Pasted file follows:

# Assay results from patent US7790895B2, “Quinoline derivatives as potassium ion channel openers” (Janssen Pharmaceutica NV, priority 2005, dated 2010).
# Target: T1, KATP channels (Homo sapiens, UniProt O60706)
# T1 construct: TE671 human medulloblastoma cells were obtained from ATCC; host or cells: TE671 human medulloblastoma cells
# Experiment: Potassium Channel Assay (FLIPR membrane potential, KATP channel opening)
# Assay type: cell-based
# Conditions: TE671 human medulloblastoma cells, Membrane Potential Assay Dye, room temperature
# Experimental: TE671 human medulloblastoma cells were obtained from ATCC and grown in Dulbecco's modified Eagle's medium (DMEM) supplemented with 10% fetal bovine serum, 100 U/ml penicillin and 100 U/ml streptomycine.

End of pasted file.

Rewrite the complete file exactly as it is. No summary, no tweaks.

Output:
# Assay results from patent US7790895B2, “Quinoline derivatives as potassium ion channel openers” (Janssen Pharmaceutica NV, priority 2005, dated 2010).
# Target: T1, KATP channels (Homo sapiens, UniProt O60706)
# T1 construct: TE671 human medulloblastoma cells were obtained from ATCC; host or cells: TE671 human medulloblastoma cells
# Experiment: Potassium Channel Assay (FLIPR membrane potential, KATP channel opening)
# Assay type: cell-based
# Conditions: TE671 human medulloblastoma cells, Membrane Potential Assay Dye, room temperature
# Experimental: TE671 human medulloblastoma cells were obtained from ATCC and grown in Dulbecco's modified Eagle's medium (DMEM) supplemented with 10% fetal bovine serum, 100 U/ml penicillin and 100 U/ml streptomycine.